might include hot porridge, eggs, meat, and pancakes. Lunch and suppers
always included yummy soups, rice, fish, meat, and fruit for lunch or a
succulent dessert for supper. Between dive snacks might include hamburgers,
cake, or delicious banana or mango smoothies.

The boat traveled all night toward Apo Reef after our first supper. A
typhoon was forming in the area so for some it was a tummy-tossing trip,
although travel exhaustion helped us sleep. Apo Reef had clear water, a
couple white-tip sharks, colorful anemonefish, schooling pyramid fish,
banner fish, titan and clown triggerfish, and a humphead wrasse, among

The typhoon, getting stronger, chased us from Apo Reef after three dives;
instead of an overnight ride, it was a rough evening, night and much of the
next day trek before we finally did an afternoon dive at Coron Bay. Coron
Bay had a nice variety of diving, depending on the dive site, from
interesting critter diving, to some well salvaged WWII wrecks, to Barracuda
Lake, similar looking to Jellyfish Lake in Palau, without the jellyfish.
The top portion is fresh water, then a halocline, then some really warm (97
degree) water at 80-90 feet. We dove the wrecks during the 64th anniversary
week of their sinking. Unfortunately the typhoon affected visibility, even
though it was now moving away, so the diving was not as enjoyable as it
should have been. 

Heading back north to Verde Island, our three dives there consisted of a
rubble slope with many fish and good critter possibilities, and a large
pinnacle where we saw sea snakes, schooling fish, and other smaller things.
My first dive I came up early due to camera problemsno skiff. I raised my
flag, blew my whistle and started swimming toward the boat; eventually they
noticed me. The skiff transferred me to the Stella Maris where the only
comment was its too soon for you to be up. 

Among the 14 crew members taking care of us and our gear, boat manager and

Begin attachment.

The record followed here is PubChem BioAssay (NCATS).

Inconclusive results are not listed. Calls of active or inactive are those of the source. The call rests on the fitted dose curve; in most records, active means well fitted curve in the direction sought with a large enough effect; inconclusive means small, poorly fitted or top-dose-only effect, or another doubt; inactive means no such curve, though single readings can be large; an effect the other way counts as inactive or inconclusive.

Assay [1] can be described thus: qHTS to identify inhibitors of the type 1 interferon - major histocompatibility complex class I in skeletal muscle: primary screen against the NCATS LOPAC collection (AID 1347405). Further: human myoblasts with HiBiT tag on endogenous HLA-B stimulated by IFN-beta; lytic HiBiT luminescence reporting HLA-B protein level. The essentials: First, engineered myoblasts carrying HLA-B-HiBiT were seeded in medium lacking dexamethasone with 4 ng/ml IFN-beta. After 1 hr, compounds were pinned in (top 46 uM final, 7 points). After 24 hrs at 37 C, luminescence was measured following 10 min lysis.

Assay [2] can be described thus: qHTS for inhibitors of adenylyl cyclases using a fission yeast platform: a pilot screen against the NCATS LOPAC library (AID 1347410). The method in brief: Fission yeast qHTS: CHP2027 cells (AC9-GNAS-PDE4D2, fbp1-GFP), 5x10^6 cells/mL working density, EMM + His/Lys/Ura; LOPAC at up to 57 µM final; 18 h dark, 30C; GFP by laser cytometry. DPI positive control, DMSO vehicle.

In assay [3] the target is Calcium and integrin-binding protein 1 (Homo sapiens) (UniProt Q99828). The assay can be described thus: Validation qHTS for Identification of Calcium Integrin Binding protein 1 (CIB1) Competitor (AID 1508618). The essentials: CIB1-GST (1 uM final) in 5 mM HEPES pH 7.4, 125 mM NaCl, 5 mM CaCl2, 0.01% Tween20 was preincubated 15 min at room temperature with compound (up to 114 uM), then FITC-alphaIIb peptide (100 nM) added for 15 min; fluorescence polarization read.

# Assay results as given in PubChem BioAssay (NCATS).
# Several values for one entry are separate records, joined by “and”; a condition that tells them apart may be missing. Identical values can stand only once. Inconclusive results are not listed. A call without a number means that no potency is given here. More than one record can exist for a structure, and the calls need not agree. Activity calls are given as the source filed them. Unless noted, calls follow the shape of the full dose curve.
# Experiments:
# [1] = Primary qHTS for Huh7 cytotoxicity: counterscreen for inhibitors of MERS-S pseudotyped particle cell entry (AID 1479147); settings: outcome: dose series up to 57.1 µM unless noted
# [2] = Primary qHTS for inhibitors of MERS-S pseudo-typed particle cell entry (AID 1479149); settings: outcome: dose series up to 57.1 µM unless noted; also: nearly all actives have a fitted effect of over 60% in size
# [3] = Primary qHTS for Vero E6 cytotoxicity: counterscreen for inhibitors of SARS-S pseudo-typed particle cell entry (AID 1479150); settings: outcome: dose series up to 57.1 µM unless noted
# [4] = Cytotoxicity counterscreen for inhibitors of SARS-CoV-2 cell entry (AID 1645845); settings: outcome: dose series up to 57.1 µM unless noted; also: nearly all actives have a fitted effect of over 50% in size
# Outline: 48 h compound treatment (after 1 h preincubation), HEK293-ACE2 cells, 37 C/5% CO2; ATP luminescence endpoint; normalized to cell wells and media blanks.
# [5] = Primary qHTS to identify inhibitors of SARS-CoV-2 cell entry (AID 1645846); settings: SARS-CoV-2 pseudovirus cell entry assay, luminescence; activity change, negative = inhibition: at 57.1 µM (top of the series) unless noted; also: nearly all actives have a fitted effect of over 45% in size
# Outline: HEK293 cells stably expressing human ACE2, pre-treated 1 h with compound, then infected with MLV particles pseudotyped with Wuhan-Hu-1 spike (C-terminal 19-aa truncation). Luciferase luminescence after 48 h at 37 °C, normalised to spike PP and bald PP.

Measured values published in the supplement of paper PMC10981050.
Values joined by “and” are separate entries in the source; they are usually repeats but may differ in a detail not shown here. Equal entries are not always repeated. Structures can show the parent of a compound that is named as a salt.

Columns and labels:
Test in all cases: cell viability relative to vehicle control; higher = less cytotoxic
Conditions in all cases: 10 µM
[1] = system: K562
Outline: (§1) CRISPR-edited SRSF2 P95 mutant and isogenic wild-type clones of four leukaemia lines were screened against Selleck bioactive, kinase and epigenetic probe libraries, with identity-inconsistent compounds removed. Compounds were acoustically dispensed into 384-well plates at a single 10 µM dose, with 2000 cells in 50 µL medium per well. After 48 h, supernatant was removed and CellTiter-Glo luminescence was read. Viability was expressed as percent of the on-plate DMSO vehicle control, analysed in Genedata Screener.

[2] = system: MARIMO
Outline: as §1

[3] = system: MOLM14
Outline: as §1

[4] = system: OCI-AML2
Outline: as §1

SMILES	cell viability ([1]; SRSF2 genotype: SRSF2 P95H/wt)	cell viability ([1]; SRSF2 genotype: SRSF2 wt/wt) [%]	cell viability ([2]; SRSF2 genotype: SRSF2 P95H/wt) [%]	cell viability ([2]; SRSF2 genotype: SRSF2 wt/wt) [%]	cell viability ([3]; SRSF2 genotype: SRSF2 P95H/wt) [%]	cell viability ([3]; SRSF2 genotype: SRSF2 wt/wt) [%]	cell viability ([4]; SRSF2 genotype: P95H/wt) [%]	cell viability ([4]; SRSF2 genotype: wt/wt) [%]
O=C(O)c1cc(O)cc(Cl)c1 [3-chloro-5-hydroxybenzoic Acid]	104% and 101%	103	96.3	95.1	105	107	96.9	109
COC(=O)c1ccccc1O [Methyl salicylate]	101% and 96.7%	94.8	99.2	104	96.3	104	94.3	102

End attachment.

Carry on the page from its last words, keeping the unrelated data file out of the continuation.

divemaster Paul stood out, going way out of his way to make sure we were
comfortable and well taken care of. He even ended up going with us on the
next portion of our trip, to Dumaguete. We never had to touch or rinse our
gear, including wet suits. Warm towels were wrapped around us after each
dive, and there were 4 showers on the back of the boat, although they
ranged from cool to luke warm. No bathroom on the dive deck. Sheets were
not changed during the week, no big deal, but neither were towels, although
when I asked for fresh, dry ones, it was no problem.

Would we do this trip again? Maybe. The cabins were a bit dingy, although
the rest of the boat was OK. The crew was fabulous, as was the food. But
the boat will sleep up to 22 peopleI would not want to be on it with that
many people, or on the skiff with 12 divers. The camera room is very small,
with enough room for one or two people at a time. We averaged fewer than 3
dives/day, mostly due to weather problems. The quality of the dives was
good, but not worth the extended travel times. I would not do this
particular route again, especially during typhoon season! I would do the
Stella Maris again in a different location if I knew there would be a
maximum of 16 divers aboard.